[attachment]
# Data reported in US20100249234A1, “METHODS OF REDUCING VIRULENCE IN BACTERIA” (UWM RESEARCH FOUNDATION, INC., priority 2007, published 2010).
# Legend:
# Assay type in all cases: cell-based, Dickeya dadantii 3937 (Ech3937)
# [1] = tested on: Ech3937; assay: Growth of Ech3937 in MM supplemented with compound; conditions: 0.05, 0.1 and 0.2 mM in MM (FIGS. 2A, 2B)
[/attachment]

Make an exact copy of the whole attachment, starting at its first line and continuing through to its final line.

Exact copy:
# Data reported in US20100249234A1, “METHODS OF REDUCING VIRULENCE IN BACTERIA” (UWM RESEARCH FOUNDATION, INC., priority 2007, published 2010).
# Legend:
# Assay type in all cases: cell-based, Dickeya dadantii 3937 (Ech3937)
# [1] = tested on: Ech3937; assay: Growth of Ech3937 in MM supplemented with compound; conditions: 0.05, 0.1 and 0.2 mM in MM (FIGS. 2A, 2B)